All of the Big Four accountancy firms have been recognised for their efforts to work towards gender equality by experts behind the Times Top 50 Employers for Women list
The annual list produced by the Times is the UK’s most well-established collection of employers striving for gender equality in the workplace and this year PwC, Deloitte, KPMG and EY have all been included on the list.
PwC says that this year’s application process was the most competitive one they have seen in five years.
The Times stated that the companies on the list are not ranked and that all companies are recognised equally.
Run by the charity Business in the Community and the Prince’s Responsible Business Network, for more than a decade, the process identifies companies which make gender equality part of their business strategy and are trying to bring it to life at all levels of the organisation.
Applicants are assessed on a range of areas, including their approach to recruitment, family friendly policies and how they have championed gender equality in the context of the pandemic.
In the introduction to the list, chair of Business in the Community’s gender equality campaign Baroness Helena Morrissey, explained how it had been suggested by PwC that the clock has been reversed to 2017, with the spectre of women reverting to ‘traditional’ roles as the pandemic has worn on.
Sarah Churchman, chief inclusion, communities and wellbeing officer at PwC UK, said: ‘It’s a privilege to be recognised for our work to improve gender equality. Over the years that we’ve been focused on diversity, we have learnt that embedding inclusion throughout our culture and processes is key to making progress.
‘The past year has been difficult for everyone and has brought home a realisation that every one of us faces a unique set of challenges. Our research shows that women across the country have been worst hit by the effects of the pandemic, which means society has to be vigilant and take action to ensure progress on gender equality is not reversed.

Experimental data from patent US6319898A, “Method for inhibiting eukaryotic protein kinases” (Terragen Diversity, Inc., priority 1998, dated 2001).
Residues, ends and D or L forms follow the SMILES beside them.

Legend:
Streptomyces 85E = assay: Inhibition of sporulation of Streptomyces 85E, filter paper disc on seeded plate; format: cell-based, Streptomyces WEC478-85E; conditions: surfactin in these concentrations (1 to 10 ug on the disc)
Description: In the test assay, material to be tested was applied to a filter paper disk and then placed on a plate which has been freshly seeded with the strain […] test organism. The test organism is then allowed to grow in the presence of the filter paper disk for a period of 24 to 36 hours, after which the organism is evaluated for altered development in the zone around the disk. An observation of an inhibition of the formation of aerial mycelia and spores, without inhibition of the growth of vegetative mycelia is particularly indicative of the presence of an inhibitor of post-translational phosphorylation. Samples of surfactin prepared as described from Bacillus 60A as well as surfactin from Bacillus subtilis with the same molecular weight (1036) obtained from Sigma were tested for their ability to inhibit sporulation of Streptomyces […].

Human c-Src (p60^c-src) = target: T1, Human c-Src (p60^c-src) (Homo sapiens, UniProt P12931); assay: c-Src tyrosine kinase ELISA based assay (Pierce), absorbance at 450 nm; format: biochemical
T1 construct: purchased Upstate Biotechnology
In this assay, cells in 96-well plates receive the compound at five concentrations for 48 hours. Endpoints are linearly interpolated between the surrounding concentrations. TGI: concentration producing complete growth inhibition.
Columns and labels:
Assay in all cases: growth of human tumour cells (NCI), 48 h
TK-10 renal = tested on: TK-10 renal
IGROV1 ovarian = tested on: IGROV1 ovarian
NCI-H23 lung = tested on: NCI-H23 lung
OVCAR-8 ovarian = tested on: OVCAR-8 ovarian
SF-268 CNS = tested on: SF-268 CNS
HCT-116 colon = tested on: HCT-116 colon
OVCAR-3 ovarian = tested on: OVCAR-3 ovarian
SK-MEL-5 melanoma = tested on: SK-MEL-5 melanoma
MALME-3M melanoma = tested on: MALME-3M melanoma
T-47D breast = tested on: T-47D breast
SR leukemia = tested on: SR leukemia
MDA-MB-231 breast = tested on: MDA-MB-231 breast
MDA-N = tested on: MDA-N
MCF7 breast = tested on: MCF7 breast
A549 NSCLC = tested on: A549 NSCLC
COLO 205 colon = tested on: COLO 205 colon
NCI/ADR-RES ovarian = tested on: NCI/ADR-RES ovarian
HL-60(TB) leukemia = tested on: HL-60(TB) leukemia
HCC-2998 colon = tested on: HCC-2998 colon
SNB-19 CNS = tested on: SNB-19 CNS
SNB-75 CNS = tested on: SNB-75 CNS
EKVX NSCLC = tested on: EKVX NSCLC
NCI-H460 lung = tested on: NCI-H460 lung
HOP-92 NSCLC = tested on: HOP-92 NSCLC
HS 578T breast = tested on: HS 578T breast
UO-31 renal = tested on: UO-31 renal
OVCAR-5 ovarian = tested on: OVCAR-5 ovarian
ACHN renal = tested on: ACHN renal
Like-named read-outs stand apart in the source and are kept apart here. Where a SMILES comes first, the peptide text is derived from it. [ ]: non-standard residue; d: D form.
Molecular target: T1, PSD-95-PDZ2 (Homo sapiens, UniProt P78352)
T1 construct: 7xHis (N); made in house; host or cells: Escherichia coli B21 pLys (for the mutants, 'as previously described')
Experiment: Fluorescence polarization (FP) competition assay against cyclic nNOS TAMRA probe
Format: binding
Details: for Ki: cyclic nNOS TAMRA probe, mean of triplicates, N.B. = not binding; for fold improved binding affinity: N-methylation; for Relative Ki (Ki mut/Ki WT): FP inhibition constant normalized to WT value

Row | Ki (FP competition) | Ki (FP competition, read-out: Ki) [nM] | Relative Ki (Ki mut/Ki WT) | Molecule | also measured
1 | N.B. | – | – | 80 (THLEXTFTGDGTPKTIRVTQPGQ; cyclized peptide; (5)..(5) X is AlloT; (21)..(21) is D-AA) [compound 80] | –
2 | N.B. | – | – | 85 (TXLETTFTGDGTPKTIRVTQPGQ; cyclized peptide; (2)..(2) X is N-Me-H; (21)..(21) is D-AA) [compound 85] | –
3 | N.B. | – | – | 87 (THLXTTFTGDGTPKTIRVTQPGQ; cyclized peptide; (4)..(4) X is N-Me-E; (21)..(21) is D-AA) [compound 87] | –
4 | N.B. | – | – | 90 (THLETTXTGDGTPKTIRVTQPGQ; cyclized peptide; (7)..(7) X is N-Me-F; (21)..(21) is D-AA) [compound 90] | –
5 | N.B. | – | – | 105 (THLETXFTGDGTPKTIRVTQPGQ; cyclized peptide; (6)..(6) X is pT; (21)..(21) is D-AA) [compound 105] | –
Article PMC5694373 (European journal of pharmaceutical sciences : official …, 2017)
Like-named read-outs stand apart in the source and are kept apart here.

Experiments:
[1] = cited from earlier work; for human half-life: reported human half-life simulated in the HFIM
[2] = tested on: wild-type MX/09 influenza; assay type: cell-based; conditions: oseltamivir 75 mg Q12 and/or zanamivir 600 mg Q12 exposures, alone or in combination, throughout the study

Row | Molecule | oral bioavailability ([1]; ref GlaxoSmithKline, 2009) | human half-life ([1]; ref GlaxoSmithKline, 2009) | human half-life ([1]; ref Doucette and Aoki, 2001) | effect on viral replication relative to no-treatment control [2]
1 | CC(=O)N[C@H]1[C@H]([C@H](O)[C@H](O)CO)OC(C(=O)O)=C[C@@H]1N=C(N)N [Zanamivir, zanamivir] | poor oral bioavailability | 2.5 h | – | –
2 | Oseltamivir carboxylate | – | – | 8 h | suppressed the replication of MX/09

‘Employers have a responsibility to support their people and ensure everyone has access to the same opportunities, so it’s great to see so many UK companies acknowledged for their work - but there is of course more to do.’
PwC has a five-point diversity and inclusion plan in place, which includes progression coaches for high potential female directors, and banning all-male recruitment shortlists. During the pandemic, a time code was made available for all employees to charge time spent on caring responsibilities in order to make balancing work and family responsibilities easier.
Charlotte Woodworth, gender equality director at Business in the Community, said: ‘Covid-19 has shone a light on how far we have to go on gender equality: by having to pick up things like the bulk of extra caring responsibilities, women have been disproportionately affected by lockdown.’
Another one of three Big Four firms on the list was Deloitte.
Miriam Earley, director for inclusion and wellbeing at Deloitte UK, said: ‘Deloitte has 24% female partners, with a target of 40% female partners by June 2030. We have had a marked increase in the number of women being promoted to director, from 34% in 2019 to 42% in 2020. We know there’s lots still to do, but this award recognises the progress we’re making together.
‘We have put in place various interventions and policies to support gender balance. These include increasing non-birthing parent leave and pay, refreshing our approach to the Gender Balance Network and ensuring all our recruitment and reward processes are objective and working to remove bias.’